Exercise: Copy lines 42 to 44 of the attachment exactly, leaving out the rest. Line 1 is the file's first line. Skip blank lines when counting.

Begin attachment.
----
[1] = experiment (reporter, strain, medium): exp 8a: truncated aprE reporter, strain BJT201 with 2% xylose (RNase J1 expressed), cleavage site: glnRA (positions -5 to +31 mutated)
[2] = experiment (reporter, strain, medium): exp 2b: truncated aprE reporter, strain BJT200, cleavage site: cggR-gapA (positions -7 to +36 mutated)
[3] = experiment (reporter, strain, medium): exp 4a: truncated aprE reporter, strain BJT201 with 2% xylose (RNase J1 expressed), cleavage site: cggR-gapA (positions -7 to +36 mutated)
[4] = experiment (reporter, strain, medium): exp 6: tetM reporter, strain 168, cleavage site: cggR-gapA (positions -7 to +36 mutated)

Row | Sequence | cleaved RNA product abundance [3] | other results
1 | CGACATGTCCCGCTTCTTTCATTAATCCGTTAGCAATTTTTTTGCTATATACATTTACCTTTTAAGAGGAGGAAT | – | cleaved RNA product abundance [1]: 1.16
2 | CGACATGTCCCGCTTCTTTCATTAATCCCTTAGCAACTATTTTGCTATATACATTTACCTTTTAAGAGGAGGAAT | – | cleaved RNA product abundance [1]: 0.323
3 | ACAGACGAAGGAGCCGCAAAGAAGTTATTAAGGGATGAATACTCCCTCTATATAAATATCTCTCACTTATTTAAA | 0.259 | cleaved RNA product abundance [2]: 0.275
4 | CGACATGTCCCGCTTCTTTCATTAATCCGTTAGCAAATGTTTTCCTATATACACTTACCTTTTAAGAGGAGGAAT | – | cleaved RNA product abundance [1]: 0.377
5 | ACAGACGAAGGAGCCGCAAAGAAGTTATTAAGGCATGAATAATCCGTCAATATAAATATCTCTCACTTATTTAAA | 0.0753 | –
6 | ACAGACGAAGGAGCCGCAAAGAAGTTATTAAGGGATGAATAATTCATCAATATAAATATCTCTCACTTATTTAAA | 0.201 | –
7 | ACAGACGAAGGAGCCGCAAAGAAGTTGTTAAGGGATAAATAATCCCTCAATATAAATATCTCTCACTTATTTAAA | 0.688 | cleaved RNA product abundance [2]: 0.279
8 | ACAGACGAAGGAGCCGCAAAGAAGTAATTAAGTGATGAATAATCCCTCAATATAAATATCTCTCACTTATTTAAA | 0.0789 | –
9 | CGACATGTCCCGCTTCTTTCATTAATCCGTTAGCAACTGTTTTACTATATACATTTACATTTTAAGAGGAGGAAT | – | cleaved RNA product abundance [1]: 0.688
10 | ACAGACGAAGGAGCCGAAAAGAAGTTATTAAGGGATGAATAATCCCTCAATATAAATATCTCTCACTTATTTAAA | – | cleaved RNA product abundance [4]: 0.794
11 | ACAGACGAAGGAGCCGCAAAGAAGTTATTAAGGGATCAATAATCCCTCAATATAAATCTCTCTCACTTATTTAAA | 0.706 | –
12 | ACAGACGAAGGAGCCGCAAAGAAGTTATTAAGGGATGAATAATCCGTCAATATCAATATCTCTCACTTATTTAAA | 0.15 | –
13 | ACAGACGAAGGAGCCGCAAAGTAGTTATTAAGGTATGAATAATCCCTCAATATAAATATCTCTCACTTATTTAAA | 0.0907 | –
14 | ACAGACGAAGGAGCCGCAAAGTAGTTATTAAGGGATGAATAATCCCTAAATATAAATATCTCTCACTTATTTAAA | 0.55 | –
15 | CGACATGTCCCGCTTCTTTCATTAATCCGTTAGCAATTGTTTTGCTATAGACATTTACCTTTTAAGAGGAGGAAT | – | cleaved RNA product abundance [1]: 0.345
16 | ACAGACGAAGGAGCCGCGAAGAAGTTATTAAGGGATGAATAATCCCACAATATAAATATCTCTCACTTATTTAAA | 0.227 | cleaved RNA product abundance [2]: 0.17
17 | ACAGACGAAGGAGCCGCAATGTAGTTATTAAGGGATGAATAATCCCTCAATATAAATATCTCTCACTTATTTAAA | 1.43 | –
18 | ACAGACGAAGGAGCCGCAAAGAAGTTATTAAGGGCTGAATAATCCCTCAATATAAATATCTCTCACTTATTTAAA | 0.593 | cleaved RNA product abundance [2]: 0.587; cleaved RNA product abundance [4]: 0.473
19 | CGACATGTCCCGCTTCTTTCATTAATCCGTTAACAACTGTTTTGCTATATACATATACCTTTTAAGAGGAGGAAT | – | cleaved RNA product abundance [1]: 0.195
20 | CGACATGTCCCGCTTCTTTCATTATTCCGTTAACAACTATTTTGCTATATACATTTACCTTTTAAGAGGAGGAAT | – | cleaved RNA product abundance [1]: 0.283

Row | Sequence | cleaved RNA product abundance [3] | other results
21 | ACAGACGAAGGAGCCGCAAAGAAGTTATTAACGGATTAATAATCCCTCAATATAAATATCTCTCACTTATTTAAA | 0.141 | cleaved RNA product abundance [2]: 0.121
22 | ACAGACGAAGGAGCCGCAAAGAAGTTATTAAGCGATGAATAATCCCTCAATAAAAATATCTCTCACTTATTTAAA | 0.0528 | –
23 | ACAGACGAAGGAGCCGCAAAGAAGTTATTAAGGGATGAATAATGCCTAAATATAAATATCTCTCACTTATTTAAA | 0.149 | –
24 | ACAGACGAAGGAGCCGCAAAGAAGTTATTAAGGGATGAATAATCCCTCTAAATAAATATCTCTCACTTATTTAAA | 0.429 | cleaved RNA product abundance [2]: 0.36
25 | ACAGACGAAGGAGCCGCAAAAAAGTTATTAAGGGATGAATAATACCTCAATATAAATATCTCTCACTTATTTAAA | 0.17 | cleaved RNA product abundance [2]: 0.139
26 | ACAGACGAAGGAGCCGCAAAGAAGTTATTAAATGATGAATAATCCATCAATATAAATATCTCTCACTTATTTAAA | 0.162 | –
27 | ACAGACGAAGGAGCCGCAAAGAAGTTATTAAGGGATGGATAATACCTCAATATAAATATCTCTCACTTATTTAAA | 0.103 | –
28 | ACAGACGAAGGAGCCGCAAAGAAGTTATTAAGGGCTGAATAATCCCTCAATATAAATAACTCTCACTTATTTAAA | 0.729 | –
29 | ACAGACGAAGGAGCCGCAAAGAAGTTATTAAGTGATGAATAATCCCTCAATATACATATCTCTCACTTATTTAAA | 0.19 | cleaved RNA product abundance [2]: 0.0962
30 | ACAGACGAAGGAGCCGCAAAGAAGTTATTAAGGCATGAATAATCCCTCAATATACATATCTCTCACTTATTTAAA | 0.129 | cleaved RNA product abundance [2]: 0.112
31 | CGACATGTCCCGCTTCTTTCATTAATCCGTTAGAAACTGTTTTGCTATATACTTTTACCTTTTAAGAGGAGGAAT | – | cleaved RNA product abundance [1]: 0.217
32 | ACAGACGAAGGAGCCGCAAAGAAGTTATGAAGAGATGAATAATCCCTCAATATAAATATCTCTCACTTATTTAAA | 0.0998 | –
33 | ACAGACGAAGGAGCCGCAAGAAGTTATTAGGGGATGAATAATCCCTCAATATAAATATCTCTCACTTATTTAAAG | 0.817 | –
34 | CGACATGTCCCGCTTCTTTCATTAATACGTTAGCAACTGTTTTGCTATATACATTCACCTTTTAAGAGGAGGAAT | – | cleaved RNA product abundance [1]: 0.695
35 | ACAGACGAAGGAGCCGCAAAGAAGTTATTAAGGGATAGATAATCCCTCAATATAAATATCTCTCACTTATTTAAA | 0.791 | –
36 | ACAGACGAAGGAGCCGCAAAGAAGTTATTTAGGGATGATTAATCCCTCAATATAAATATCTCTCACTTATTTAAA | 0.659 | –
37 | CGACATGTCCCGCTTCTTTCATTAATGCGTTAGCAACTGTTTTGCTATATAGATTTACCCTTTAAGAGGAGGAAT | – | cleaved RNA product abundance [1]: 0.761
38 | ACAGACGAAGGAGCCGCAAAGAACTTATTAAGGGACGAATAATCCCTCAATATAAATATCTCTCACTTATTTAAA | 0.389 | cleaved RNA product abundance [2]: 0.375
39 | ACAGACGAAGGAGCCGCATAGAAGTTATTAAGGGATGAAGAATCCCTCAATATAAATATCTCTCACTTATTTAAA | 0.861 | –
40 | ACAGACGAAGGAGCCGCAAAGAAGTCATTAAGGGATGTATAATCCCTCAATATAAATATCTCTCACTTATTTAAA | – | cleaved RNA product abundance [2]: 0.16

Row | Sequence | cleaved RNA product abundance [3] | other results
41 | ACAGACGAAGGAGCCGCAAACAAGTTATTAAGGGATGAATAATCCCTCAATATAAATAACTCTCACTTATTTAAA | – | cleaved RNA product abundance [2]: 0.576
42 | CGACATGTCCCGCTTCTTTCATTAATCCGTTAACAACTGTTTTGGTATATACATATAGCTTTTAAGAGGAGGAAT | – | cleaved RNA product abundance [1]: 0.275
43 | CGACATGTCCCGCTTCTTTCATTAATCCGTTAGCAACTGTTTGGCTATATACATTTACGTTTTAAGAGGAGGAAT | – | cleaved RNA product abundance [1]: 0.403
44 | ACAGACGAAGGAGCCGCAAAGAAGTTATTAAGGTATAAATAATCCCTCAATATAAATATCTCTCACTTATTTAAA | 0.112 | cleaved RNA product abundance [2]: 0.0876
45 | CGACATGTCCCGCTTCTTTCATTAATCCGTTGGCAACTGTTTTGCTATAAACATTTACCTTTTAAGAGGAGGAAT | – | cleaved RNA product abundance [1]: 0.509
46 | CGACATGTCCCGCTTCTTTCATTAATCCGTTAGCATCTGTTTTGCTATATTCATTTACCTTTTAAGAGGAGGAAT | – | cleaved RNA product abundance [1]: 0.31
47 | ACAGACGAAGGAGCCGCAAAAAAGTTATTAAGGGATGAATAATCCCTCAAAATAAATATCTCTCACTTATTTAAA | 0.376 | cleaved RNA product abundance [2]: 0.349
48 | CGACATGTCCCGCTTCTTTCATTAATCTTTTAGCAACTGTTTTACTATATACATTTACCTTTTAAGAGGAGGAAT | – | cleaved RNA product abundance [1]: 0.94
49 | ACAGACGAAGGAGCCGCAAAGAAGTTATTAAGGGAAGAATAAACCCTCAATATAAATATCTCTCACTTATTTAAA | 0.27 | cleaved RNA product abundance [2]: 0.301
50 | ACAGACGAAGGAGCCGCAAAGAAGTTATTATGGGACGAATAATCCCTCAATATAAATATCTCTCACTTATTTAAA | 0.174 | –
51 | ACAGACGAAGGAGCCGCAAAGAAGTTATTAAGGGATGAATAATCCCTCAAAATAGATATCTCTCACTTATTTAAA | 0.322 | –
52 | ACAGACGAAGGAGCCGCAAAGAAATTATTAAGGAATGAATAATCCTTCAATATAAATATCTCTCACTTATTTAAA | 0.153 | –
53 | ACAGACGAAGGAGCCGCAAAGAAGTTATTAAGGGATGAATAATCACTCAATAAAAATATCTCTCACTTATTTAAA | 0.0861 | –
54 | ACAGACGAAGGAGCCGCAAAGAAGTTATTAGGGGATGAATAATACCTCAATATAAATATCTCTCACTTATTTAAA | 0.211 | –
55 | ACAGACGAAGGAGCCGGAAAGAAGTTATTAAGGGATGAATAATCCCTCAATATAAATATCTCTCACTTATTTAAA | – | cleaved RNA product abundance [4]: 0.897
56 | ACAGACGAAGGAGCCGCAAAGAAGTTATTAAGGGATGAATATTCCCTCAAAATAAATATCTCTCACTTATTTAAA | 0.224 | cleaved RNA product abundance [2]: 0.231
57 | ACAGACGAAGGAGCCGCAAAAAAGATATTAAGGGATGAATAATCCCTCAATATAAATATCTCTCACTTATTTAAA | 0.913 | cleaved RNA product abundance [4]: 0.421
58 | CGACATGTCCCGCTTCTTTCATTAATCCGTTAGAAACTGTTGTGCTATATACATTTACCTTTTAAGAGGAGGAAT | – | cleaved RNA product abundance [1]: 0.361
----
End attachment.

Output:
36 | ACAGACGAAGGAGCCGCAAAGAAGTTATTTAGGGATGATTAATCCCTCAATATAAATATCTCTCACTTATTTAAA | 0.659 | –
37 | CGACATGTCCCGCTTCTTTCATTAATGCGTTAGCAACTGTTTTGCTATATAGATTTACCCTTTAAGAGGAGGAAT | – | cleaved RNA product abundance [1]: 0.761
38 | ACAGACGAAGGAGCCGCAAAGAACTTATTAAGGGACGAATAATCCCTCAATATAAATATCTCTCACTTATTTAAA | 0.389 | cleaved RNA product abundance [2]: 0.375